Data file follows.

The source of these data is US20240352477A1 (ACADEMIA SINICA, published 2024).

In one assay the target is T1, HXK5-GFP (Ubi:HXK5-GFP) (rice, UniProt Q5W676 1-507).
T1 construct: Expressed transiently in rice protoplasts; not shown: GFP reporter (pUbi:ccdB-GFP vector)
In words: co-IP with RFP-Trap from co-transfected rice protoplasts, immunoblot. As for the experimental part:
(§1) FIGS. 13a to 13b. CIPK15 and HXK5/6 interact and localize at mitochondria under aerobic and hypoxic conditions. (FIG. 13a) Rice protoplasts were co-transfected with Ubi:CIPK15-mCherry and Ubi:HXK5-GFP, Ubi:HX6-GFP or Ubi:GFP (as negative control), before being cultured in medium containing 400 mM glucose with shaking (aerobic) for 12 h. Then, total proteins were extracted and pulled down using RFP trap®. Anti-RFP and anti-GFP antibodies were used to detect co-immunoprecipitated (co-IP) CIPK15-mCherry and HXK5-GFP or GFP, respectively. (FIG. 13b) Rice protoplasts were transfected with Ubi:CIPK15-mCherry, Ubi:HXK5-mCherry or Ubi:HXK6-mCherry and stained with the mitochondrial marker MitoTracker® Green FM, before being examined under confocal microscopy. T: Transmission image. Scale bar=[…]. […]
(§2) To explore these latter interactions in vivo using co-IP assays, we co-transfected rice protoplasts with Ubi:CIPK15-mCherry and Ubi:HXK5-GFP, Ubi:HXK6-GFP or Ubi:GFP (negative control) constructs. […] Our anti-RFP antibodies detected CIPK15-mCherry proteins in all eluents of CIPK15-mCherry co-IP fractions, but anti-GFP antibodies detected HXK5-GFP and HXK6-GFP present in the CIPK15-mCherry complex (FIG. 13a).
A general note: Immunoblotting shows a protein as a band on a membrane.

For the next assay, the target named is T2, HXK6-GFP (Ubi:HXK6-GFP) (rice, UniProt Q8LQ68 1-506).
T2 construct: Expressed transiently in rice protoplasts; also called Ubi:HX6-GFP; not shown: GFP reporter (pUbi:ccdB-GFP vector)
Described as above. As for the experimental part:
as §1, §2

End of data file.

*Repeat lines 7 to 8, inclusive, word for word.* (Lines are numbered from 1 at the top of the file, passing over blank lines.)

A general note: Immunoblotting shows a protein as a band on a membrane.

For the next assay, the target named is T2, HXK6-GFP (Ubi:HXK6-GFP) (rice, UniProt Q8LQ68 1-506).